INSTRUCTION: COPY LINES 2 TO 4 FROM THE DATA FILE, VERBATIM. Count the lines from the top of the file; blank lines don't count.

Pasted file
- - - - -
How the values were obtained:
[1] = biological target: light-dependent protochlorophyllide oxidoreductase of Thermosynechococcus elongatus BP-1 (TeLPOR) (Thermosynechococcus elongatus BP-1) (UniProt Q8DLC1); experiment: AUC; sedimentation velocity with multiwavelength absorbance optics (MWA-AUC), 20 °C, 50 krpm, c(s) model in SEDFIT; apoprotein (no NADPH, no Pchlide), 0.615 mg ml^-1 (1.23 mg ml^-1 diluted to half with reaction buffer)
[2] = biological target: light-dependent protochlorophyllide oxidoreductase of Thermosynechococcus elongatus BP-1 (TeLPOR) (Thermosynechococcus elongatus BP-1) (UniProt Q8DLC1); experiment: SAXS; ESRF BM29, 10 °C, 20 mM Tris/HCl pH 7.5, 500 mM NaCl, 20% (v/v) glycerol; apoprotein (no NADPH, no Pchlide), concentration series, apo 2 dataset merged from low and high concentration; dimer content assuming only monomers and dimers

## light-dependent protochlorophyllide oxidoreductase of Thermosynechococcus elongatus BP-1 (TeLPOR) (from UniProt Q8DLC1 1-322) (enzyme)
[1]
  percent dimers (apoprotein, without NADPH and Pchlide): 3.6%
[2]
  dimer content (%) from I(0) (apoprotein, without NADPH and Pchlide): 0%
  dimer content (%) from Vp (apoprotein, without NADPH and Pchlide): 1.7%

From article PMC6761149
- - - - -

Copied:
[1] = biological target: light-dependent protochlorophyllide oxidoreductase of Thermosynechococcus elongatus BP-1 (TeLPOR) (Thermosynechococcus elongatus BP-1) (UniProt Q8DLC1); experiment: AUC; sedimentation velocity with multiwavelength absorbance optics (MWA-AUC), 20 °C, 50 krpm, c(s) model in SEDFIT; apoprotein (no NADPH, no Pchlide), 0.615 mg ml^-1 (1.23 mg ml^-1 diluted to half with reaction buffer)
[2] = biological target: light-dependent protochlorophyllide oxidoreductase of Thermosynechococcus elongatus BP-1 (TeLPOR) (Thermosynechococcus elongatus BP-1) (UniProt Q8DLC1); experiment: SAXS; ESRF BM29, 10 °C, 20 mM Tris/HCl pH 7.5, 500 mM NaCl, 20% (v/v) glycerol; apoprotein (no NADPH, no Pchlide), concentration series, apo 2 dataset merged from low and high concentration; dimer content assuming only monomers and dimers

## light-dependent protochlorophyllide oxidoreductase of Thermosynechococcus elongatus BP-1 (TeLPOR) (from UniProt Q8DLC1 1-322) (enzyme)